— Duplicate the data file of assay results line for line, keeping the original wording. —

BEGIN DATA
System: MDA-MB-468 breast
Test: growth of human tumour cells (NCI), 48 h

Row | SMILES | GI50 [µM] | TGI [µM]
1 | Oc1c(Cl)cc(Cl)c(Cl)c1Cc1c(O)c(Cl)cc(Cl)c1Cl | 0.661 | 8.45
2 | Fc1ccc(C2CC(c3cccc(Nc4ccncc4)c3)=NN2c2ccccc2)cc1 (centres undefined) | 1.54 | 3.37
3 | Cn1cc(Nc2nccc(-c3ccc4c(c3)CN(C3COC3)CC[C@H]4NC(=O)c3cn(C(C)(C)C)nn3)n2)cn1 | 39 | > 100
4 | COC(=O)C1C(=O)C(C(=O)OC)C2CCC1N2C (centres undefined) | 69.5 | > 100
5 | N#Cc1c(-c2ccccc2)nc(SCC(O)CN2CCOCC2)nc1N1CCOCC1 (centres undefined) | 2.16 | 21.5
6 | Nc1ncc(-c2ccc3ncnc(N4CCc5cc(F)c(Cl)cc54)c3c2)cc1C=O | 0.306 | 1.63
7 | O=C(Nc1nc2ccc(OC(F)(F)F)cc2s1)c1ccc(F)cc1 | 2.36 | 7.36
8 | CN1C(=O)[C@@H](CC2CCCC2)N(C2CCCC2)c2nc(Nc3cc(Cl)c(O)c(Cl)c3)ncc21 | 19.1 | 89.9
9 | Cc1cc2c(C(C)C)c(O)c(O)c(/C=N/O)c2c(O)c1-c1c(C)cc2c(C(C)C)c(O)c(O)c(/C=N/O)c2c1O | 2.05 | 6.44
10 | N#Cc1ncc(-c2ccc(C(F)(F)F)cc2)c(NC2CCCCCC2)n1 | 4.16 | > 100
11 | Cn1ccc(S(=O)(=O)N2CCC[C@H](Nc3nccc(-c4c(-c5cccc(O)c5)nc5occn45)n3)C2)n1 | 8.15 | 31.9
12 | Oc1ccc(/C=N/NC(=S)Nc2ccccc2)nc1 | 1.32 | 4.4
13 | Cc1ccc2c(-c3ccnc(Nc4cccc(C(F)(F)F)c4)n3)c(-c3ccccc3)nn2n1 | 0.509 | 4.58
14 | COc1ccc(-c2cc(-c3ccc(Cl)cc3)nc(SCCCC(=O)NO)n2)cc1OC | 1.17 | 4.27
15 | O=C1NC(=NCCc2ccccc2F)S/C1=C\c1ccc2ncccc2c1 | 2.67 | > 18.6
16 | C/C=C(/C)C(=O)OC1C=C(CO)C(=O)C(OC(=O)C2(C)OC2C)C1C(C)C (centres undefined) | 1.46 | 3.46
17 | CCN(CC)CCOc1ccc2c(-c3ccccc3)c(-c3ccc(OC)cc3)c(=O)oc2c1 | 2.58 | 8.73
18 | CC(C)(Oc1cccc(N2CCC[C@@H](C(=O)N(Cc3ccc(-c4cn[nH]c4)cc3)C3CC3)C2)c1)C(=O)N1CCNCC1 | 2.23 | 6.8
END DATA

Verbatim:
System: MDA-MB-468 breast
Test: growth of human tumour cells (NCI), 48 h

Row | SMILES | GI50 [µM] | TGI [µM]
1 | Oc1c(Cl)cc(Cl)c(Cl)c1Cc1c(O)c(Cl)cc(Cl)c1Cl | 0.661 | 8.45
2 | Fc1ccc(C2CC(c3cccc(Nc4ccncc4)c3)=NN2c2ccccc2)cc1 (centres undefined) | 1.54 | 3.37
3 | Cn1cc(Nc2nccc(-c3ccc4c(c3)CN(C3COC3)CC[C@H]4NC(=O)c3cn(C(C)(C)C)nn3)n2)cn1 | 39 | > 100
4 | COC(=O)C1C(=O)C(C(=O)OC)C2CCC1N2C (centres undefined) | 69.5 | > 100
5 | N#Cc1c(-c2ccccc2)nc(SCC(O)CN2CCOCC2)nc1N1CCOCC1 (centres undefined) | 2.16 | 21.5
6 | Nc1ncc(-c2ccc3ncnc(N4CCc5cc(F)c(Cl)cc54)c3c2)cc1C=O | 0.306 | 1.63
7 | O=C(Nc1nc2ccc(OC(F)(F)F)cc2s1)c1ccc(F)cc1 | 2.36 | 7.36
8 | CN1C(=O)[C@@H](CC2CCCC2)N(C2CCCC2)c2nc(Nc3cc(Cl)c(O)c(Cl)c3)ncc21 | 19.1 | 89.9
9 | Cc1cc2c(C(C)C)c(O)c(O)c(/C=N/O)c2c(O)c1-c1c(C)cc2c(C(C)C)c(O)c(O)c(/C=N/O)c2c1O | 2.05 | 6.44
10 | N#Cc1ncc(-c2ccc(C(F)(F)F)cc2)c(NC2CCCCCC2)n1 | 4.16 | > 100
11 | Cn1ccc(S(=O)(=O)N2CCC[C@H](Nc3nccc(-c4c(-c5cccc(O)c5)nc5occn45)n3)C2)n1 | 8.15 | 31.9
12 | Oc1ccc(/C=N/NC(=S)Nc2ccccc2)nc1 | 1.32 | 4.4
13 | Cc1ccc2c(-c3ccnc(Nc4cccc(C(F)(F)F)c4)n3)c(-c3ccccc3)nn2n1 | 0.509 | 4.58
14 | COc1ccc(-c2cc(-c3ccc(Cl)cc3)nc(SCCCC(=O)NO)n2)cc1OC | 1.17 | 4.27
15 | O=C1NC(=NCCc2ccccc2F)S/C1=C\c1ccc2ncccc2c1 | 2.67 | > 18.6
16 | C/C=C(/C)C(=O)OC1C=C(CO)C(=O)C(OC(=O)C2(C)OC2C)C1C(C)C (centres undefined) | 1.46 | 3.46
17 | CCN(CC)CCOc1ccc2c(-c3ccccc3)c(-c3ccc(OC)cc3)c(=O)oc2c1 | 2.58 | 8.73
18 | CC(C)(Oc1cccc(N2CCC[C@@H](C(=O)N(Cc3ccc(-c4cn[nH]c4)cc3)C3CC3)C2)c1)C(=O)N1CCNCC1 | 2.23 | 6.8